When archaeologists arrived on the scene of an unassuming field in Suffolk, England, they didn’t expect to find much in the way of significant archaeological relics. They had been hired by the energy company ScottishPower to make sure that the area was clear of artifacts before beginning a planned construction project. But “[the field] didn't really point to much being there,” Claire Halley of Wardell Armstrong, the company that oversaw the dig, tells Rory Smith of CNN. “It didn't register as a site of great potential.”
Sometimes, looks can be deceiving.
As they dug into the field, archaeologists hit upon what appeared to be a wooden walkway, which they initially believed was built during the medieval period. But radiocarbon dating of the wood revealed that the construction was, in fact, a Neolithic trackway that dates to approximately 2300 B.C.
Around 100 feet of the timber walkway and a host of other intriguing artifacts were unearthed during the excavation, according to Maev Kennedy of the Guardian. Archaeologists found wooden posts that seemed to mark the route of the trackway, which seemed to lead up to a platform, Kennedy writes. Along the trackway were white pebbles not commonly seen in the area, indicating that they were transported there deliberately. The team also discovered the hulking skull of an aurochs, an extinct wild ox, which had been cut in a way that suggests it sat atop a pole or was used as a headdress. The skull was already 2,000 years old when the trackway was built, so it likely held profound significance to the people who brought it to the area.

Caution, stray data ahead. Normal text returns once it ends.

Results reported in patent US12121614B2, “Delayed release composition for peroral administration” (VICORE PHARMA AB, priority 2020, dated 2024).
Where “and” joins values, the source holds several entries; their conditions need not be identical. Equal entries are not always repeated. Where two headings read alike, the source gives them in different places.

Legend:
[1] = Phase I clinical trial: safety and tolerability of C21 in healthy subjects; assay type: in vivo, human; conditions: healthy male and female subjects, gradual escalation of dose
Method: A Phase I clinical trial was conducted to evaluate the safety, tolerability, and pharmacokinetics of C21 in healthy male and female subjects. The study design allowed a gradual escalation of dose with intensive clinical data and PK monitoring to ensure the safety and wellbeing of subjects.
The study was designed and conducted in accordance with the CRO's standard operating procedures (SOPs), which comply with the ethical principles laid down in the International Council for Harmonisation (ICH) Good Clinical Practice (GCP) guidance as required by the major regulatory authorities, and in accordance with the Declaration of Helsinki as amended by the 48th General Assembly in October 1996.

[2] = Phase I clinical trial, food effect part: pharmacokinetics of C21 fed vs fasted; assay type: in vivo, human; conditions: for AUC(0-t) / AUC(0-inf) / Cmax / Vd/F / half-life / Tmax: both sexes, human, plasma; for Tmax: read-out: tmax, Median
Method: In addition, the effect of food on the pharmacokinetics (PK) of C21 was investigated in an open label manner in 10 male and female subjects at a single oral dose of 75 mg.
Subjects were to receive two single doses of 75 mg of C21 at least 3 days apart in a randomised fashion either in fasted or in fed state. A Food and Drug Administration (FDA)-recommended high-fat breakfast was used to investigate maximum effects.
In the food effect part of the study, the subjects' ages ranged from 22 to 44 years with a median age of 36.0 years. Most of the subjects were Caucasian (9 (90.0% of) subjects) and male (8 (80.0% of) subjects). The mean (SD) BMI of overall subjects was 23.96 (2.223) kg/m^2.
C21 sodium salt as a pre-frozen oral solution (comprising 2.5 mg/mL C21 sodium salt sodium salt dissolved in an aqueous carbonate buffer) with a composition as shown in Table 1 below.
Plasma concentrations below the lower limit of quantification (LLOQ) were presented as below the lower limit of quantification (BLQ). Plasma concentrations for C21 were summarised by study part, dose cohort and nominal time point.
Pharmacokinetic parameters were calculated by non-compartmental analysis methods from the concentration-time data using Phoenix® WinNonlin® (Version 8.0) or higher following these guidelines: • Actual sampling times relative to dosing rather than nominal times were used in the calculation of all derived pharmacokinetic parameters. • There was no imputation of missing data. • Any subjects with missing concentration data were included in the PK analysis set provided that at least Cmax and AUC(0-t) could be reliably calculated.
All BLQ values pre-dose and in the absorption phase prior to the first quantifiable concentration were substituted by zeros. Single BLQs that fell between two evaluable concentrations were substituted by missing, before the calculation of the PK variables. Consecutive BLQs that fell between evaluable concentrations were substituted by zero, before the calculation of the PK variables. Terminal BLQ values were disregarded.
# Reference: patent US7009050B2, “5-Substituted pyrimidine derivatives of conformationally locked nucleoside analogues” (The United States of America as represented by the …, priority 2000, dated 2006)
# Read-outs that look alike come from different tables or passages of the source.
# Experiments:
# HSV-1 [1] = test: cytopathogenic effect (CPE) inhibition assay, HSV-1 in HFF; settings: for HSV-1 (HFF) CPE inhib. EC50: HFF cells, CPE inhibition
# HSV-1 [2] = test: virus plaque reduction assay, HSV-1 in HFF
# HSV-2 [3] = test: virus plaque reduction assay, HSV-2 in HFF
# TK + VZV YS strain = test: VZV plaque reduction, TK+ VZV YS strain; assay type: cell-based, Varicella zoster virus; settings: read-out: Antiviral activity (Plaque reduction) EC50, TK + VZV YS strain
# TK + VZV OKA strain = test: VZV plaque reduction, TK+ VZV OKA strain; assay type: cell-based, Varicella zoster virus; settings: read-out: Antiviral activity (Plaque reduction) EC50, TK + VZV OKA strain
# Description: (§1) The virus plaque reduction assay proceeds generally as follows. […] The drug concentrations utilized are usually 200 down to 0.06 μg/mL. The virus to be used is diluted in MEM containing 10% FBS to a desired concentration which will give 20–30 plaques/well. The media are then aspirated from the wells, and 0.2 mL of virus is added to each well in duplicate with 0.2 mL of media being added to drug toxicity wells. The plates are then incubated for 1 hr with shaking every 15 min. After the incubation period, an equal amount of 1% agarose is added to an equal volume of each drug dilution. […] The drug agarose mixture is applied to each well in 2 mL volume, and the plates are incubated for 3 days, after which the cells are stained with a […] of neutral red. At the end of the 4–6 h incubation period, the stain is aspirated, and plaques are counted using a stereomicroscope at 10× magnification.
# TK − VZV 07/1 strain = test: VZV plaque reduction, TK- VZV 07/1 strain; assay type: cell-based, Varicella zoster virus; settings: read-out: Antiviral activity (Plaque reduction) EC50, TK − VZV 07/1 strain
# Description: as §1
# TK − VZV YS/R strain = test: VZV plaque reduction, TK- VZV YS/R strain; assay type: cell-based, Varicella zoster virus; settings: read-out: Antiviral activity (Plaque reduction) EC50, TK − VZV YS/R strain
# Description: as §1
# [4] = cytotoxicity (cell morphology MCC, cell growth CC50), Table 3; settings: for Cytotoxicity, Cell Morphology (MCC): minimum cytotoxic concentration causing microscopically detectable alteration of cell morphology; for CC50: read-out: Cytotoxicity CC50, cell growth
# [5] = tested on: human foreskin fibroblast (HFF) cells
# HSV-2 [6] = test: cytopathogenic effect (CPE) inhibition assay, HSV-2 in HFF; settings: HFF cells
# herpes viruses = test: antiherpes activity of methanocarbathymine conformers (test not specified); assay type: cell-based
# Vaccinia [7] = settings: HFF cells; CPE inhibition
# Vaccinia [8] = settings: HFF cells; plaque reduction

These artifacts offer compelling evidence to suggest that the trackway was a ritual site. Neolithic peoples “weren’t living here,” Vinny Monahan, one of the archaeologists involved in the excavation, tells Kennedy. “[T]hey made this place deliberately and they were coming here because it was important to them.”
Natural water springs, which were unearthed by the dig, have kept the trackway in remarkably good condition. According to a ScottishPower statement, the wood is in such good condition that archaeologists can identify two different sets of markings; one set, archaeologists believe, was made by an apprentice, while the other was made by a more experienced craftsman who took over the job. The presence of the springs may also explain why the site was chosen “as a special place” more than 4,000 years ago, the statement notes.
The site was used for hundreds of years by several ancient cultures. A Neolithic enclosure found in the area was built 500 years before the trackway. Archaeologists also found a Bronze Age enclosure, an Iron Age ditch, Roman ditches and the remains of Saxon buildings. According to Kennedy, the site was filled in the 11th century, which buried the springs and the artifacts that surrounded them.
The wood and other relics uncovered by the excavation have been sent off for further analysis, and they may one day be displayed in local museums.
“Undoubtedly this is a site of international archaeological significance,” Richard Newman, associate director at Wardell Armstrong, said in the statement. “It is exceptionally rare to find preserved organic materials from the Neolithic period, and we will learn a great deal from this discovery.”